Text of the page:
Assertion of state’s rights may not support same-sex marriage ban

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Indiana is contenting that states have the authority to define marriage, but the federal court and the ACLU of Indiana have given little merit to the state’s arguments for maintaining a ban on same-sex marriage.  

“The court agrees with Defendants that marriage and domestic relations are generally left to the states,” U.S. District Court for the Southern Indiana District Chief Judge Richard Young wrote in granting a same-sex couple’s motion for a temporary restraining order. “Nevertheless, the restrictions put in place by the state must comply with the United States Constitution’s guarantees of equal protection of the laws and due process.”

 Likewise, the ACLU of Indiana conceded the state has a legitimate interest in regulating and promoting marriage within constitutional bounds. However, the individual retains the right to choose his or her spouse.

Young granted the TRO for plaintiffs Amy Sandler and Nikole Quasney, who are parties in Baskin et al v. Bogan et al., 1:14-cv-0355, the challenge to Indiana’s marriage law filed by Lambda Legal. He ordered the state to recognize the Massachusetts marriage of Sandler and Quasney and, should Quasney lose her battle with ovarian cancer, the state will list Sandler as the surviving spouse on the death certificate.

Indiana argued against the TRO, in part, on the grounds that states have the authority to define marriage and the District Court opinions favoring recognition have misunderstood United States v. Windsor, 133 S.Ct. 2675 (2013). The state argues no one has the right to have his or her marriage recognized, but rather recognition is left to the states.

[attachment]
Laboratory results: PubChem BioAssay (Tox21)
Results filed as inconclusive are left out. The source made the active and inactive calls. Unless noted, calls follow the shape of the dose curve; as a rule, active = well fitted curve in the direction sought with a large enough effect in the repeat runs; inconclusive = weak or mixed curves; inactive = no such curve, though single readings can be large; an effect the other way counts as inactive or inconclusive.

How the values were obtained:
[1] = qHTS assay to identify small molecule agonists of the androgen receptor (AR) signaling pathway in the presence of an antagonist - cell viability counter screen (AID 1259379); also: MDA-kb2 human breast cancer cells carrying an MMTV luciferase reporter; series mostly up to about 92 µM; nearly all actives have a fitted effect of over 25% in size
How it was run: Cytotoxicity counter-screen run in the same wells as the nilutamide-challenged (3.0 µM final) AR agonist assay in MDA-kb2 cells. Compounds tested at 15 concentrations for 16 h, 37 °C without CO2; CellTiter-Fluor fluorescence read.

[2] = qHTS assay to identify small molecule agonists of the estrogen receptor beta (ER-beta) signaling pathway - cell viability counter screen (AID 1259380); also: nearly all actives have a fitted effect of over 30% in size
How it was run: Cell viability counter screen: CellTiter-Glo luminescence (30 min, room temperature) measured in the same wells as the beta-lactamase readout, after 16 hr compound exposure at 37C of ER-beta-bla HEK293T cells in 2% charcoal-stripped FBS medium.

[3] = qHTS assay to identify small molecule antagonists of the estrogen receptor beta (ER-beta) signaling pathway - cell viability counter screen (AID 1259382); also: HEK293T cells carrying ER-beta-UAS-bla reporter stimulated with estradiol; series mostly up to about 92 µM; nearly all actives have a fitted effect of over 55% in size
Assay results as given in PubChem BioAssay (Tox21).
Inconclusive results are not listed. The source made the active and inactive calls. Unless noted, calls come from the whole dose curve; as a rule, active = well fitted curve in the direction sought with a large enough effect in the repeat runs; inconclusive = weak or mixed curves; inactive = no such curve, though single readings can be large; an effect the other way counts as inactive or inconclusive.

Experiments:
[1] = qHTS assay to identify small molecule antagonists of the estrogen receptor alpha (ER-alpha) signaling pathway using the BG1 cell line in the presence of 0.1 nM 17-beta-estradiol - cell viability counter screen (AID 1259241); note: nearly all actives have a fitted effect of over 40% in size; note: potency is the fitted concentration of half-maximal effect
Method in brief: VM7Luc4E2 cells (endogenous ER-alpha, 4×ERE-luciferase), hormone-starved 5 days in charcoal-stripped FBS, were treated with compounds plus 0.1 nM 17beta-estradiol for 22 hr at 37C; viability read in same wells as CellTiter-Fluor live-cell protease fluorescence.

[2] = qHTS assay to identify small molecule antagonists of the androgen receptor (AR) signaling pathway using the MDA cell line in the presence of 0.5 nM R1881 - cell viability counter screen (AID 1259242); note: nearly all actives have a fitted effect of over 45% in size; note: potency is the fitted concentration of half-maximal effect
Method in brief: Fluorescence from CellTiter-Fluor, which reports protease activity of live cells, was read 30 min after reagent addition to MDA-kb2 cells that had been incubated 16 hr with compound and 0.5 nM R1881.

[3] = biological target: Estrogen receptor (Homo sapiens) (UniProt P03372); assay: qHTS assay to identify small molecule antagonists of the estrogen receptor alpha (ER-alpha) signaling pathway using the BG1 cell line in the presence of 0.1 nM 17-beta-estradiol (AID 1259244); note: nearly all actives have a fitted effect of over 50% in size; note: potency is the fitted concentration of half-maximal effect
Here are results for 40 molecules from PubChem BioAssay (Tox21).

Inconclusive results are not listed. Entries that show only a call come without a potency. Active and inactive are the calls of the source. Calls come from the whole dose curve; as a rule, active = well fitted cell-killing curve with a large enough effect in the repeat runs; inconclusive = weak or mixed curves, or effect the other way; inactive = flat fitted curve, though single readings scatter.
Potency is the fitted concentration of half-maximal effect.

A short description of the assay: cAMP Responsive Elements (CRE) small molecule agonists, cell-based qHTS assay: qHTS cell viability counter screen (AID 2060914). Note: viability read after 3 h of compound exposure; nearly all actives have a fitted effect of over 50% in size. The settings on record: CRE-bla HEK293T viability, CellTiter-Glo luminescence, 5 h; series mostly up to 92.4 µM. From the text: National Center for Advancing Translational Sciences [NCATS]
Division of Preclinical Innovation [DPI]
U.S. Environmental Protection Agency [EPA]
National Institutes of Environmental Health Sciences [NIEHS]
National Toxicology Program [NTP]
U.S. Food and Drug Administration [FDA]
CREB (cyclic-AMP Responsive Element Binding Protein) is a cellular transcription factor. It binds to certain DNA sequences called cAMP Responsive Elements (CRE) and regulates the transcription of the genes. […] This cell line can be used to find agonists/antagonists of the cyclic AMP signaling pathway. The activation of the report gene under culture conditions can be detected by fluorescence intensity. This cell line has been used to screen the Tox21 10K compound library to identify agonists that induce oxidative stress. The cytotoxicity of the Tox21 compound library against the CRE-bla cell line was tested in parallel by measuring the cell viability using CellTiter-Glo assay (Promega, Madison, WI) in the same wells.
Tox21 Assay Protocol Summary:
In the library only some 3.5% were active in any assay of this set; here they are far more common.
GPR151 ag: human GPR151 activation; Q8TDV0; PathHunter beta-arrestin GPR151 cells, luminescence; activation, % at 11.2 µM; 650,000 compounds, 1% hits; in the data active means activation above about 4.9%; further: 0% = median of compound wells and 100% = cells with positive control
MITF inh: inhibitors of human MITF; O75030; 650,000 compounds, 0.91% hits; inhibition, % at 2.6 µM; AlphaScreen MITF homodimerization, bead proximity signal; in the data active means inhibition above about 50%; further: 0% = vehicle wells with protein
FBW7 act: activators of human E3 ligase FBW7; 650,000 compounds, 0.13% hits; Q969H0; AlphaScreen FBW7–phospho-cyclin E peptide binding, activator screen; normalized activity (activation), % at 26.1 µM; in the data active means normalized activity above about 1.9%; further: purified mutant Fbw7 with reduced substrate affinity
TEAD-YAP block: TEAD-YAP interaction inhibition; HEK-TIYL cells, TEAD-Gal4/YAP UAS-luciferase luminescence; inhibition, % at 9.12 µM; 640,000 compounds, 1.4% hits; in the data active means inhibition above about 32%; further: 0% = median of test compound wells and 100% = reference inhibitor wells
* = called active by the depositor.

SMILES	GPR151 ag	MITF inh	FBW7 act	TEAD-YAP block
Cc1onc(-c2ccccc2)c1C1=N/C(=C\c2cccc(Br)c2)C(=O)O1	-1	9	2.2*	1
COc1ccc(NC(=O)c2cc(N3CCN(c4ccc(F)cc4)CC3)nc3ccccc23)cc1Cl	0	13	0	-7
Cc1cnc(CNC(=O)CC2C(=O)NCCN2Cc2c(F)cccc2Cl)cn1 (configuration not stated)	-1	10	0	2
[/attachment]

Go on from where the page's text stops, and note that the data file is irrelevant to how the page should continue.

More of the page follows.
Young found that argument did not give the state a legitimate reason to deny an individual’s right to equal protection. He was also dismissive of the state’s interest in opposite-sex marriage as a way to ensure children are well cared for.

“…the court finds there will likely be insufficient evidence of a legitimate state interest to justify the singling out of same-sex married couples for non-recognition,” Young wrote. “The court thus finds that Plaintiffs have at least some likelihood of success on the merits because ‘the principal effect’ of Indiana’s statute ‘is to identify a subset of state-sanctioned marriages and make them unequal.’”

The ACLU of Indiana addressed the key arguments for banning gay and lesbian marriage in its motion for summary judgment on behalf of its clients in Midori Fujii v. Governor, State of Indiana, et al., 1:14-cv-00404.

Charging that Indiana’s marriage law is in violation of the Due Process Clause of the 14th Amendment, the ACLU asserted its clients have a fundament right to marry and have their marriages recognized by the state.

“The fundamental right to marry, like any fundamental right, is defined by the substance of the right itself, not the characteristics of the individuals asserting it,” the ACLU argued. “The plaintiffs seek the right to marry, a right long-recognized as fundamental. The fact that their identities or characteristics may be different from those individuals that have asserted the right previously does not change the fundamental right at issue.”